The Hype Surrounding Hyperloop

Summary: History shows that the new industrial revolution just beginning will bring wonders, things often seemingly more like science fiction than practical technology. Here Stratfor looks at the hyperloop, a potentially transformative new transportation technology — if it works. At the end are links are posts about even more fantastic technologies.


The Hype Surrounding Hyperloop.
Stratfor, 26 September 2016.


Following a recent visit to Elon Musk’s Tesla electric car factory in California, Indian Prime Minister Narendra Modi expressed interest in a less mature but potentially more groundbreaking idea: Hyperloop. Musk, the founder of companies such as SpaceX and Tesla, released an open-source proposal for the new mode of transportation in 2013. Essentially a levitating train car traveling through a tube in near vacuum conditions, Hyperloop technology could make in minutes trips that normally take hours.

Over the past three years, a handful of companies have taken the idea and run with it. But despite interest and investment, enough physical and technical hurdles remain that implementation of such a system is years, possibly even decades, away. Should Hyperloop come to fruition, it has the potential to shape geopolitical relationships and behaviors of nations like other transportation methods that came before it. India’s prime minister is evidently optimistic about the technology, as are leaders from a number of other nations. But should they be?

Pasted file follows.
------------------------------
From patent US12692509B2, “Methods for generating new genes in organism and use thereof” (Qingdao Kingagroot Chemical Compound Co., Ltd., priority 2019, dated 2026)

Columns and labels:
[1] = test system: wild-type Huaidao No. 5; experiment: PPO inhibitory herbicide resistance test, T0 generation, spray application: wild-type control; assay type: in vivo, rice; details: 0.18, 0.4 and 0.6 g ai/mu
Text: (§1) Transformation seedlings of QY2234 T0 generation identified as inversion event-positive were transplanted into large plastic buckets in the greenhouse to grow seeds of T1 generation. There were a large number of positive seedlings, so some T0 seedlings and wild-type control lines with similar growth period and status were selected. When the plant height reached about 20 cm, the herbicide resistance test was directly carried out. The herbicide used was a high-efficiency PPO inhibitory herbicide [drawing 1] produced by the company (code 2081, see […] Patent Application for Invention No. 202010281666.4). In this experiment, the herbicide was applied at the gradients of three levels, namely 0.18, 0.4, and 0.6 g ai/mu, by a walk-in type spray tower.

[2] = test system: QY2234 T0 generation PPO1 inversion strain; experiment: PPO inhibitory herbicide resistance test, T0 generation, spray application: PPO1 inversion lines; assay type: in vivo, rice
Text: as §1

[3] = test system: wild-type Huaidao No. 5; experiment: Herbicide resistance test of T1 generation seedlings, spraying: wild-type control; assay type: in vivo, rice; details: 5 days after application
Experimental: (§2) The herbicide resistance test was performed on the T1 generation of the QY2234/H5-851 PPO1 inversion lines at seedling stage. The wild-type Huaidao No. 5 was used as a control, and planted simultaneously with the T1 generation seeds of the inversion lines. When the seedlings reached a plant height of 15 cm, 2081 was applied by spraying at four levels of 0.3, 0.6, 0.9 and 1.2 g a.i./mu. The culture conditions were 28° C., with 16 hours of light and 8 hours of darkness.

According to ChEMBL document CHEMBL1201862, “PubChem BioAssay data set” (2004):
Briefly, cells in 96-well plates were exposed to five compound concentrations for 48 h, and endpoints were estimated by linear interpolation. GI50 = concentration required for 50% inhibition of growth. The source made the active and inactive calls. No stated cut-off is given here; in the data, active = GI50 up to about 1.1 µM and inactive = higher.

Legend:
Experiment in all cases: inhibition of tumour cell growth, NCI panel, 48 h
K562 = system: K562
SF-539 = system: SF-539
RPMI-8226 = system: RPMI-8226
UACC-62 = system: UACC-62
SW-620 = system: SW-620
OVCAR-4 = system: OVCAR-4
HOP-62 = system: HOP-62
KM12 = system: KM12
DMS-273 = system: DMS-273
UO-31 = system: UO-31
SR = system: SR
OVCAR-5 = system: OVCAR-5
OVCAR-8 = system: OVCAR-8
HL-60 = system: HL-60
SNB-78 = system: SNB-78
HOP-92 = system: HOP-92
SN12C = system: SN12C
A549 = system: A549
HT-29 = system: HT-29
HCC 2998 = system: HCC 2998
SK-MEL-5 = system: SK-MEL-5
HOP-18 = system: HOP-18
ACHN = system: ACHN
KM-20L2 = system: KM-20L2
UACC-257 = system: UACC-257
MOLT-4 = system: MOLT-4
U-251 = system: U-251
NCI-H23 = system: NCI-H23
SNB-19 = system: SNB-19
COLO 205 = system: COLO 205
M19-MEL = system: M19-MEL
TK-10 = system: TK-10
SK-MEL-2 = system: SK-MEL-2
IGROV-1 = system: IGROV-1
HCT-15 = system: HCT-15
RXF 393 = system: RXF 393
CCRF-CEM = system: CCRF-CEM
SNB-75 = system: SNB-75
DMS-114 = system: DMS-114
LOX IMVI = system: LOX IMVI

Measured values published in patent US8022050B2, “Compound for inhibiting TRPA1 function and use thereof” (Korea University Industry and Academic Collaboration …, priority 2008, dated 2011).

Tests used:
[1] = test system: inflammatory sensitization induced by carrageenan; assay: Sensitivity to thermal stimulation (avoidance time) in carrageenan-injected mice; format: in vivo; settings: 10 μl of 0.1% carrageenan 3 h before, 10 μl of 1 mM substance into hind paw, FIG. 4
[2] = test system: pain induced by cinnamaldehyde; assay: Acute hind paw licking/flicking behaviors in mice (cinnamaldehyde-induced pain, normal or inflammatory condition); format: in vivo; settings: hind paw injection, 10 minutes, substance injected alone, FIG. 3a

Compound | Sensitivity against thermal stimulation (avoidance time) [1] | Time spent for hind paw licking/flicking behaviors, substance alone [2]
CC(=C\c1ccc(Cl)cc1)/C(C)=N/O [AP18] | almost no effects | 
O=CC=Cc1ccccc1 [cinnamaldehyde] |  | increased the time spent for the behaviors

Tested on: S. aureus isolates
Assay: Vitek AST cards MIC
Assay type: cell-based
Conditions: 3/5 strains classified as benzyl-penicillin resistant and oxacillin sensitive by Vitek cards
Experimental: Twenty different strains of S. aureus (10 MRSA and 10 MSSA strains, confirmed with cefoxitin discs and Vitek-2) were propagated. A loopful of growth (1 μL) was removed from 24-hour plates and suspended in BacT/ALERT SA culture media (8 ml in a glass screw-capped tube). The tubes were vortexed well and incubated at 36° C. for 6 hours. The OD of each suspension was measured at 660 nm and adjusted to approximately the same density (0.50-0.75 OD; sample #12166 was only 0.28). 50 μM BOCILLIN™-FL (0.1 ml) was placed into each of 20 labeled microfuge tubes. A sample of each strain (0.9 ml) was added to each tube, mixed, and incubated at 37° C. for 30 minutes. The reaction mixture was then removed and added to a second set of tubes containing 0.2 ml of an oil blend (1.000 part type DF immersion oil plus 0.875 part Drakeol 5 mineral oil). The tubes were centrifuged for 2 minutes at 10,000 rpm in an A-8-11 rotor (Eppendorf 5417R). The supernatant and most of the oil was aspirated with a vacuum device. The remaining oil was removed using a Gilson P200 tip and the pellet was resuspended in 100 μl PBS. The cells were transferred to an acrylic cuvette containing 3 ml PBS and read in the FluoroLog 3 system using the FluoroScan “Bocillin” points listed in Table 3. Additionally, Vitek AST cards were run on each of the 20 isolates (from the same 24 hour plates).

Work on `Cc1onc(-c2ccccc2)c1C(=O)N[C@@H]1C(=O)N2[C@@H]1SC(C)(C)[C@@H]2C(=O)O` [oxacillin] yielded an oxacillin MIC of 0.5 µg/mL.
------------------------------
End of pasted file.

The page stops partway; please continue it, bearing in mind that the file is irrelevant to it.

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Does terrorism work? Richard English gives the answer.

Summary: A large literature discusses the effectiveness of foreign armies and their tools against insurgencies, but few ask about the other side. Does terrorism work for insurgents? A new book by Richard English fills that gap, with some surprising conclusions. Since terrorism is a key tool of 4GW, the dominant form of war in our time, the fate of the world depends on the answer.


By Any Means or None

By Thomas Nagel.
London Review of Books. 8 September 2016.
Posted with the author’s generous permission.

Review of Does Terrorism Work? A history by Richard English (2016).


When I am hit with news of yet another terrorist attack, I often wonder what these people hope to achieve. In a depressingly timely book, Richard English tries to answer that question for a number of important cases, in order to address the broader question of his title.

First, he has to specify what would count as ‘working’, and then he has to look at the historical facts to determine what the groups he studies have actually achieved. He devotes a chapter each to al-Qaida, the Provisional IRA, Hamas and the Basque separatist group ETA, and in a final chapter runs quickly through a score of other examples. While he emphasises that terrorism is also practised by states, his subject here is terrorism by non-state actors – specifically, non-state organisations that have pursued a campaign of terrorism over a significant period of time.